Mouse wheel programming in JavaScript

Quick links: source · test page · long test page (with scrollbars) · compatibility

Though many people still find this page useful, there have been some changes in the browsers since last update of this page, and I generally consider some information here to be outdated. However, I suggest using MooTools or other general Javascript frameworks that provide portable and maintainable basis for writing Javascript code.

Web applications are becoming more and more like “normal” desktop applications. Of course, they are more and more functional, but smooth user interface acts the primary role. So we have drag and drop, autocompletition, and much more. Many of those nice features got possible only with help of AJAX.

This page, however, is not about AJAX (or any other buzzword). It is about rather simple user input method -- mouse wheel. I believe it would now be difficult to find a mouse without wheel. Vast majority of users are used to the wheel as a control for scrolling in lists, zooming etc. Rather few web applications, however, make smart use of mouse wheel. This page is to provide you with general information about handling mouse wheel-generated events in JavaScript programming language.

Annotated code

Below is annotated javascript code, which should explain the magic behind mouse wheel generated events. There is also plain version for copy and paste.

/** This is high-level function.
 * It must react to delta being more/less than zero.
function handle(delta) {
        if (delta < 0)

/** Event handler for mouse wheel event.
function wheel(event){
        var delta = 0;
        if (!event) /* For IE. */
                event = window.event;
        if (event.wheelDelta) { /* IE/Opera. */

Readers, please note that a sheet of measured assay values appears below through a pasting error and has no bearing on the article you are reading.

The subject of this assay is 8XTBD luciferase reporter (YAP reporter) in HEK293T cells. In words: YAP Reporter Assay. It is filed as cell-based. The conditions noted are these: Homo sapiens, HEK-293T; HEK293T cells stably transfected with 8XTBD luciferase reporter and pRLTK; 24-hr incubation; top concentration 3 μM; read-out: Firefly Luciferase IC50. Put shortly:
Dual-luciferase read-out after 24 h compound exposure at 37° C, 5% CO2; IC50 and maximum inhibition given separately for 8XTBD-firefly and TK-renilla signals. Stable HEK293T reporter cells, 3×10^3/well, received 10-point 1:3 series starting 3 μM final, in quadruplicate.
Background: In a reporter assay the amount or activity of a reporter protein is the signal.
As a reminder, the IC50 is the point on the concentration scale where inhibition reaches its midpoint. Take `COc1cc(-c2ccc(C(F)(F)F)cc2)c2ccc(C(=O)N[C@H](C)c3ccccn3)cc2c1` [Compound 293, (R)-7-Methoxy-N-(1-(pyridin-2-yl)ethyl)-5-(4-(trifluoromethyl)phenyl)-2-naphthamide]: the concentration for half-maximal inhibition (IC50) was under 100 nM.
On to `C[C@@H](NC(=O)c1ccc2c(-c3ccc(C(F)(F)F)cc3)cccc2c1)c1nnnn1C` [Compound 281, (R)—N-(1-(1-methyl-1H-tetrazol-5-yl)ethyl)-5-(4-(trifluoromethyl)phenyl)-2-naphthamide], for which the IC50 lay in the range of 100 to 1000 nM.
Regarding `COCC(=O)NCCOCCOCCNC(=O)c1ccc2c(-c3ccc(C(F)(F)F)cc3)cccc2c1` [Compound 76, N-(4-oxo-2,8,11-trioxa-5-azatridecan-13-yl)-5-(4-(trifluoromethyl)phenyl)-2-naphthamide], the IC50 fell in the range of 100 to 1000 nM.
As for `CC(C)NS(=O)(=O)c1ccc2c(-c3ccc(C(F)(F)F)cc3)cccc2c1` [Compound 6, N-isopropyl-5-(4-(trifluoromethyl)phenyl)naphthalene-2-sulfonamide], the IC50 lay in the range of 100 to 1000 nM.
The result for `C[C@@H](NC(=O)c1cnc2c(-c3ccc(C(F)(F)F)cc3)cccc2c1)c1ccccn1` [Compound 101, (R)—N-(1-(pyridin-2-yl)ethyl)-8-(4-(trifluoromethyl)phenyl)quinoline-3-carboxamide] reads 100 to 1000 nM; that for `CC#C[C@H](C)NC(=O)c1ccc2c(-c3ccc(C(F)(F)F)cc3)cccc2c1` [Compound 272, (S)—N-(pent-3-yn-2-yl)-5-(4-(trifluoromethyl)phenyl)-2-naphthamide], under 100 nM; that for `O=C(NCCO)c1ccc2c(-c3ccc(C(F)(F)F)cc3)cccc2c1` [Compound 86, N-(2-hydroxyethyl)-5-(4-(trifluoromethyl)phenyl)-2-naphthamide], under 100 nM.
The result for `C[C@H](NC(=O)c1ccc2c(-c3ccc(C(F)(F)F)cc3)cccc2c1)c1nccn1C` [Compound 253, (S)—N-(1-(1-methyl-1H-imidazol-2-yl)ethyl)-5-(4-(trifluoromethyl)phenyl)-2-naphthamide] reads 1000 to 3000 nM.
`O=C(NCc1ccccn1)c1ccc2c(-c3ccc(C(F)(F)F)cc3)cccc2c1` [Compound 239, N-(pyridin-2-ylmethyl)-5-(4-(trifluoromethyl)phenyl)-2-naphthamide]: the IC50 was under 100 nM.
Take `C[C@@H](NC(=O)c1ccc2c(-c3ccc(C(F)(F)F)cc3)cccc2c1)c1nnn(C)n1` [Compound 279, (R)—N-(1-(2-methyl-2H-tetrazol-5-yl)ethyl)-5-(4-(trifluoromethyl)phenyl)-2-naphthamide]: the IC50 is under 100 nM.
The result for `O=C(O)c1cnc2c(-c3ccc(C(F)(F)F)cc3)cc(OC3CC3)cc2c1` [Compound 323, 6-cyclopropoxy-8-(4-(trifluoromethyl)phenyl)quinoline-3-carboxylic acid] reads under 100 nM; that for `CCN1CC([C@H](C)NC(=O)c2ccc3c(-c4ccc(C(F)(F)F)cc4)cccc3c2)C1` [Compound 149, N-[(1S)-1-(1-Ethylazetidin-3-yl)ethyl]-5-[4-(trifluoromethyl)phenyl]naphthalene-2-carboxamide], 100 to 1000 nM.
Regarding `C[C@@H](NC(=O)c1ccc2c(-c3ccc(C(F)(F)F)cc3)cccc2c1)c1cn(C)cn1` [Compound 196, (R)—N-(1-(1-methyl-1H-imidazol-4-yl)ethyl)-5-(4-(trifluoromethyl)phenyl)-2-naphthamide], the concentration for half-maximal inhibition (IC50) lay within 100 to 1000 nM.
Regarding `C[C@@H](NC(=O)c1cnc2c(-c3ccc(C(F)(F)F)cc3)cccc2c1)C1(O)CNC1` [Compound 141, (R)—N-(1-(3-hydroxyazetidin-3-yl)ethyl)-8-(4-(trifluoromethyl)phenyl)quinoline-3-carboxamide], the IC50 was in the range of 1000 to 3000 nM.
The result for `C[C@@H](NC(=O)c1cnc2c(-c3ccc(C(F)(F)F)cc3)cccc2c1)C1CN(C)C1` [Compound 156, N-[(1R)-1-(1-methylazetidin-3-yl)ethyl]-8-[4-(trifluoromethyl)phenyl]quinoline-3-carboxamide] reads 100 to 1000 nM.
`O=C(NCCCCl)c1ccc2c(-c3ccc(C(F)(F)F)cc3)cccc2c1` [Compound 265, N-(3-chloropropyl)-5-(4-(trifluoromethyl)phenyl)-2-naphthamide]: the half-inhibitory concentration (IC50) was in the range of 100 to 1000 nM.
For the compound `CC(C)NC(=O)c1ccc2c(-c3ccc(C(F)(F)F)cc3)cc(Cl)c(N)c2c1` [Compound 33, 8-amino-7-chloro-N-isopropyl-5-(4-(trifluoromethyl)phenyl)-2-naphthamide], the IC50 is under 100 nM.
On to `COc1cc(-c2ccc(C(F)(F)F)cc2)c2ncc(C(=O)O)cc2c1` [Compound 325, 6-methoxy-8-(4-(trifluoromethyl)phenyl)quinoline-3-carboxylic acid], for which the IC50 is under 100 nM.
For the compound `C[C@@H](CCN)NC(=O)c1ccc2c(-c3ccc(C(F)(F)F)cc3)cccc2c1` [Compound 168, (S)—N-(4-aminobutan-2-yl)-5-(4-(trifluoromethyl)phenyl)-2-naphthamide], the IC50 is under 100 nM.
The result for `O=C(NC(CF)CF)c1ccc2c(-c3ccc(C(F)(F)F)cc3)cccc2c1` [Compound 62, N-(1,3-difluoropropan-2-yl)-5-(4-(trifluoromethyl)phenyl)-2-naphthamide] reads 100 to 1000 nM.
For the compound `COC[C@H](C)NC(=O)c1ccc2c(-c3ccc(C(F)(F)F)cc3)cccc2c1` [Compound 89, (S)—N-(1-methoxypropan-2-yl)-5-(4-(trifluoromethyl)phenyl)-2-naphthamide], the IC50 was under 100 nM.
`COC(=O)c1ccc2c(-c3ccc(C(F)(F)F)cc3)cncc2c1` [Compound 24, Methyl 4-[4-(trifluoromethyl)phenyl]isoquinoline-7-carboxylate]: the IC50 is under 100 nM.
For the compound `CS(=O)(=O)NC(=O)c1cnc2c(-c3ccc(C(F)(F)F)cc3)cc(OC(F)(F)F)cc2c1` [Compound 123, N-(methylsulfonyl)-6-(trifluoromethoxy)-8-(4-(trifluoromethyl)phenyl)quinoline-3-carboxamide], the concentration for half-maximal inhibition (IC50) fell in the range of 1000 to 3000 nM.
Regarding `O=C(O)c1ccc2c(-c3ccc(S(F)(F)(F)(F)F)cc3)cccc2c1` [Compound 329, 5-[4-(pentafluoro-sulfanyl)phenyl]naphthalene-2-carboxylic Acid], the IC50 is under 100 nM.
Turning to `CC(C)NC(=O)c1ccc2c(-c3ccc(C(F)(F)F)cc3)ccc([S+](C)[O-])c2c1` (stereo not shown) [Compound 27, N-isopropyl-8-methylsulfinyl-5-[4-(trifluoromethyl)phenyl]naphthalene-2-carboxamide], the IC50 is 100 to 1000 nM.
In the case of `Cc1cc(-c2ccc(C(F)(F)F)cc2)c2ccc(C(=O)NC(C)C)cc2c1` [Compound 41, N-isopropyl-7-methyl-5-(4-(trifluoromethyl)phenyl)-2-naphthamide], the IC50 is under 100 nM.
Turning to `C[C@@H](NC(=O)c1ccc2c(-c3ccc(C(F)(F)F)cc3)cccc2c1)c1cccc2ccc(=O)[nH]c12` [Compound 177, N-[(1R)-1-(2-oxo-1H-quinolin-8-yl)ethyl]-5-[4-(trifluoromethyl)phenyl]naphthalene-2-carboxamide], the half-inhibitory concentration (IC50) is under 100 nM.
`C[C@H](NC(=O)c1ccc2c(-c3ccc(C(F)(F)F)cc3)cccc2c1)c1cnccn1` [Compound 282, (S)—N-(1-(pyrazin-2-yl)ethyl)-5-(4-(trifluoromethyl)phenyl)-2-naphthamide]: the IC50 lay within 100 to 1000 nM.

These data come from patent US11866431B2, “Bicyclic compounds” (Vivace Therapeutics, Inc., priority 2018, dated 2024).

delta = event.wheelDelta/120;
        } else if (event.detail) { /** Mozilla case. */
                /** In Mozilla, sign of delta is different than in IE.
                 * Also, delta is multiple of 3.
                delta = -event.detail/3;
        /** If delta is nonzero, handle it.
         * Basically, delta is now positive if wheel was scrolled up,
         * and negative, if wheel was scrolled down.
        if (delta)
        /** Prevent default actions caused by mouse wheel.
         * That might be ugly, but we handle scrolls somehow
         * anyway, so don't bother here..
        if (event.preventDefault)
	event.returnValue = false;

/** Initialization code. 
 * If you use your own event management code, change it as required.
if (window.addEventListener)
        /** DOMMouseScroll is for mozilla. */
        window.addEventListener('DOMMouseScroll', wheel, false);
/** IE/Opera. */
window.onmousewheel = document.onmousewheel = wheel;

Handler function

Deltas pictured. Negative means down, positive up.

In the code above, there is “handle” function which is, of course, meant to be written by you. As you have noticed, it takes on parameter, delta. It is called so, because mouse wheel has no absolute system, and we only capture scrolling deltas, that is wheel angle changes.

Practically, you only have to watch for positive and negative values of delta. These cases are pictured on the left.

If delta is positive, wheel was scrolled up. Otherwise, it was scrolled down.

Note that in applications, scrolling up usually means page is scrolled down etc.